No less than literature, art or politics, the food we eat makes a cultural statement. As a necessity, it influences our daily lives, and our interactions and associations with food can vary based on social status, economic situation and geographical location.
With this in mind, it's not surprising that food can be used to convey multiple meanings on film. The choices we make related to cuisine can also be affected by mood, preference and ease of availability. This subtext is often easily ignored, which only further demonstrates its intricacies. Food is so essential to our existence that we can often overlook the layers of meaning it presents us with. From James Bond's beverages to Hannibal Lecter's choice of Chianti, if it's in the scene, it consciously contributes to these stories. Focusing primarily on the works of Quentin Tarantino, Roald Dahl adaptations and AMC's Mad Men, here's how cuisine can be a powerful, sensory storytelling technique in movies and on TV.
Tarantino's Exploration Of Power Using Food
A prime example of a screenwriter who uses the relevance of food in his movies is famed filmmaker Quentin Tarantino. The eccentric auteur frequently uses meals as tools to describe the power struggle between characters. After all, a $5 milkshake isn’t something to be taken lightly, unless you're in a position to order whatever you want. As the wife of a mighty mobster, Pulp Fiction's Mia Wallace celebrates her position of authority with the order of pricey shake.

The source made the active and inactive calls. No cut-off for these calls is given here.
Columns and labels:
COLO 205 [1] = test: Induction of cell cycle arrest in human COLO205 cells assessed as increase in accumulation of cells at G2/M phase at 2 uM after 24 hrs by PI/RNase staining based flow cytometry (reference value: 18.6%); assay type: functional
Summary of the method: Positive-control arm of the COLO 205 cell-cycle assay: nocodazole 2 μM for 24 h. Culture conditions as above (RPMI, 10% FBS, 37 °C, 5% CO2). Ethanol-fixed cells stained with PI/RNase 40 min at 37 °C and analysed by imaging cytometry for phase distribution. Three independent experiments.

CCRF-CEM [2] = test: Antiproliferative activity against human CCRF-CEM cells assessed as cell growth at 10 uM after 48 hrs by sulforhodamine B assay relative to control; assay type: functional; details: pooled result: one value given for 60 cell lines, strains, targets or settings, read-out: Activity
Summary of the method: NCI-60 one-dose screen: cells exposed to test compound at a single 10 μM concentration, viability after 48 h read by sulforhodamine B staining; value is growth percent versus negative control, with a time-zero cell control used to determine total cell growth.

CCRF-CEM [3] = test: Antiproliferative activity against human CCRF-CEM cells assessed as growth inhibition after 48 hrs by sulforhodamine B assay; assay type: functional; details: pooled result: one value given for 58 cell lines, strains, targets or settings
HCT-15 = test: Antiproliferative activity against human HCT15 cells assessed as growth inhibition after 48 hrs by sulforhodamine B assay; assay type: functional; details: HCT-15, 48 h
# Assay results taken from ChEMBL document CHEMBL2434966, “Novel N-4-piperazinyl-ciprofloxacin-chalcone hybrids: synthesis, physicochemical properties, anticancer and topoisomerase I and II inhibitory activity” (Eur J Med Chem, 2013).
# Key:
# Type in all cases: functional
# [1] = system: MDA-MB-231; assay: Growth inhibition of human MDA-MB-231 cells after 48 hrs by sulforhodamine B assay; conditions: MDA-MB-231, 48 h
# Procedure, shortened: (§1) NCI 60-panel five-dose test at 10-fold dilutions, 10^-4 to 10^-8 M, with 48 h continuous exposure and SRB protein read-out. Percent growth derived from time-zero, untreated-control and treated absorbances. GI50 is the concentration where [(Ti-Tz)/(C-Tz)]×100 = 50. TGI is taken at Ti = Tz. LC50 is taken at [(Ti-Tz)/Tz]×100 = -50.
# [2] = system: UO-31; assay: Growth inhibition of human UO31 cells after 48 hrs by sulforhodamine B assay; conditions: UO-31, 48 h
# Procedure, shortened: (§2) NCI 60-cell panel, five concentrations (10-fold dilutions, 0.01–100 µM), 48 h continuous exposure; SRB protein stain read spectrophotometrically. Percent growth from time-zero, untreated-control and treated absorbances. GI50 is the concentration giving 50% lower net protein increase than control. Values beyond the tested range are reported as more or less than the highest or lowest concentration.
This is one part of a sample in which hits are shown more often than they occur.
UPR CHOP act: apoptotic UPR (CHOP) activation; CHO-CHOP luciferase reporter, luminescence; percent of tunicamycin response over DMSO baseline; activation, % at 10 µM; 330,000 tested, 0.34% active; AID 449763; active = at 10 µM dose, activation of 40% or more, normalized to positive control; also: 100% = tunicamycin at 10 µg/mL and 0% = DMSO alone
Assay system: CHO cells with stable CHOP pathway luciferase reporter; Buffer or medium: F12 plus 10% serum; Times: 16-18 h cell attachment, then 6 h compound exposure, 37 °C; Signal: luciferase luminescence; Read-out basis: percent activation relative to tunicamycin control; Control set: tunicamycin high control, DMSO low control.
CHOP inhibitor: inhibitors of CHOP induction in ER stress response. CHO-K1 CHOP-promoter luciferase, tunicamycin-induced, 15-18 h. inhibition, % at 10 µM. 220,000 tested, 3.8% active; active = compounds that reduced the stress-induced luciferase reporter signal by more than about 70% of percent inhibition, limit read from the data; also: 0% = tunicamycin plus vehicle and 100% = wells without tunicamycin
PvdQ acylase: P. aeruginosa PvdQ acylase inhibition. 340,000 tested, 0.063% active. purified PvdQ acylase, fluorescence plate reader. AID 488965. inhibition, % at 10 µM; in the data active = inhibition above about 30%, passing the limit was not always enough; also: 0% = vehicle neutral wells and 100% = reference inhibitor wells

Tarantino's Kill Bill Vol. 1 and Vol. 2 also us food to depict a struggle of relationships. Whether it's the domesticity of ex-assassin Vernita Green, a.k.a Copperhead, fixing a bowl of cereal for her daughter, or Hattori Hanzō and his assistant bickering over why Hanzō always made the fish, the film makes extensive use of food and drink as references to a deeper understanding of the characters.
Having distanced herself from her previous ultraviolent life, Vernita is now a loving mother with an IKEA-inspired kitchen. As she fights Beatrix in her humble home, Vernita is also protecting her new life — even using this to her advantage, as she pretends to make her daughter's after-school snack (whilst really reaching for a hidden pistol).
On the other side of this struggle for power, we have O-Ren Ishii and her influence over the Japanese underworld. When Boss Tanaka smashes his plate of food to show disapproval for the new ruler of the Yakuza clans in Tokyo, his disrespect toward O-Ren is not taken lightly, and he severely punished. His meal is in honor of O-Ren's new role as head of the clans, and his disgust is shown by disrespecting the meal in front of him. Communal enjoyment of food and drink is important in Japanese culture, and not adhering it is a crime of great dishonor. This makes Boss Tanaka’s behavior highly subtextual in nature, and deserving of punishment in the eyes of everyone present, making O-Ren Ishii even more powerful.
While contempt toward food is corrected, deference toward it is rewarded. When Beatrix eats rice with her hand in front of her master Pai Mei because of the injury on her hand, his displeasure is obvious. He makes it clear that if she decides to eat like an animal, she should sleep like one, too. This dignity payed to food is maintained throughout the film, in spite of the fact that Beatrix is in a lot of pain from her deformed knuckles. Even so, she has to enjoy her simple food the way that Pai Mei deems fit — like a samurai. This power struggle is really about their relationship as master and student, rather than about the rice in the bowl. In respecting the food, she is respecting him as her teacher.